Senior International Olympic Committee (IOC) member Dick Pound has today said that prioritising the COVID-19 vaccine for athletes is the 'most realistic way' the Olympic Games can still go ahead.
There are now less than 200 days until the start date of the Games that were rescheduled from last summer. Host country Japan is one of the nations that has detected a new variant of the virus that is thought to be up to 70% more transmissable and the country is reported to be on the cusp of a state of emergency after reporting a record 6,004 daily cases today. While vaccines are already being administered in some countries, Japan will not begin administering the Pfizer vaccine until February.
Pound stated that he was confident the Games could still go ahead if athletes receive the vaccine before competing however most athletes would not be prioritised for the jab in most countries as more at-risk groups like the elderly and healthcare workers are in front of them in the queue.
Pound played down fears that athletes getting the vaccine early would cause an uproar on Sky News this morning. He said, "In Canada where we might have 300 or 400 hundred athletes - to take 300 or 400 vaccines out of several million in order to have Canada represented at an international event of this stature, character and level - I don't think there would be any kind of a public outcry about that."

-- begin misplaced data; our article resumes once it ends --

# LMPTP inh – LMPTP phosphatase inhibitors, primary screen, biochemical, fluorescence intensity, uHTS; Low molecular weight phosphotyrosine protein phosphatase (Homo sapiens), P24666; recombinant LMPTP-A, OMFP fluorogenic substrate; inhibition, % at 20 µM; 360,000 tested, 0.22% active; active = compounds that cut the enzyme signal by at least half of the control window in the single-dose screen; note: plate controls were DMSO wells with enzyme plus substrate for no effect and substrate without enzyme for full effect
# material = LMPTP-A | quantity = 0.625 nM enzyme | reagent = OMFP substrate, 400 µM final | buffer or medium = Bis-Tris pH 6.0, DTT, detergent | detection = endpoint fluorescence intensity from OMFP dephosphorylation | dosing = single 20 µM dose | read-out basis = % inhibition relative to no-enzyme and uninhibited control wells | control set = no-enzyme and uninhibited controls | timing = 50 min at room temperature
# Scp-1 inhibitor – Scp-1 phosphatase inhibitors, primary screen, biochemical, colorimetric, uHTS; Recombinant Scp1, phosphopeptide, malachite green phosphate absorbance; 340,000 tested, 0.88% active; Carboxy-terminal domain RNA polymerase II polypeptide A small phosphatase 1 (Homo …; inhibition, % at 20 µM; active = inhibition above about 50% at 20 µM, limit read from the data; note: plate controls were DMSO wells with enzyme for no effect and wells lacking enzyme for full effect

"It's a decision for each country to make and there will be people saying they are jumping the queue but I think that is the most realistic way of it going ahead."
The Tokyo 2020 Olympics are scheduled to run from July 23 to August 8, with the Paralympics due to follow from August 24 to September 5. The Tokyo organisers confirmed to tuttobici
this week that athletes will not be required to quarantine in order to compete but they will not be allowed to arrive in Tokyo more than five days prior to their event and have to leave within 48 hours after it finishes
Thanks to @dolores
for the tip-off on this story.